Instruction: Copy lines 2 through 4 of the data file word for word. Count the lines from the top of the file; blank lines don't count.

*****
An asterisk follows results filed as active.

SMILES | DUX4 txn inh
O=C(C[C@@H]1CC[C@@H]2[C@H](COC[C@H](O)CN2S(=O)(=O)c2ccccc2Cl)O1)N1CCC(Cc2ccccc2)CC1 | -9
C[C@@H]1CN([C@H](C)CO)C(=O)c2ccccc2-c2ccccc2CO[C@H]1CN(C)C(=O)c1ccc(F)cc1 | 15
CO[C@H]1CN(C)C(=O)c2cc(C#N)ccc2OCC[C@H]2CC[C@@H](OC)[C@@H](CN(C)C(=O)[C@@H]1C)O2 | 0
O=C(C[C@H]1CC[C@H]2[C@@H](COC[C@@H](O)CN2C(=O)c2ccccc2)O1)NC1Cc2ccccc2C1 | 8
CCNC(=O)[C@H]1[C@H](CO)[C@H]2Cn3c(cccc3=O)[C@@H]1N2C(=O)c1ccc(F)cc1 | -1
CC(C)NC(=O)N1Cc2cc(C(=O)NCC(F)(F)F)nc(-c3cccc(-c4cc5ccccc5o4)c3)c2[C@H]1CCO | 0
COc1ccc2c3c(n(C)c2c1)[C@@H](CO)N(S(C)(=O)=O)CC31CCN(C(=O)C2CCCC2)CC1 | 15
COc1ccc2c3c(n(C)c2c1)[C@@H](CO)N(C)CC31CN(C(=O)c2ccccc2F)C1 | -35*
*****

SMILES | DUX4 txn inh
O=C(C[C@@H]1CC[C@@H]2[C@H](COC[C@H](O)CN2S(=O)(=O)c2ccccc2Cl)O1)N1CCC(Cc2ccccc2)CC1 | -9
C[C@@H]1CN([C@H](C)CO)C(=O)c2ccccc2-c2ccccc2CO[C@H]1CN(C)C(=O)c1ccc(F)cc1 | 15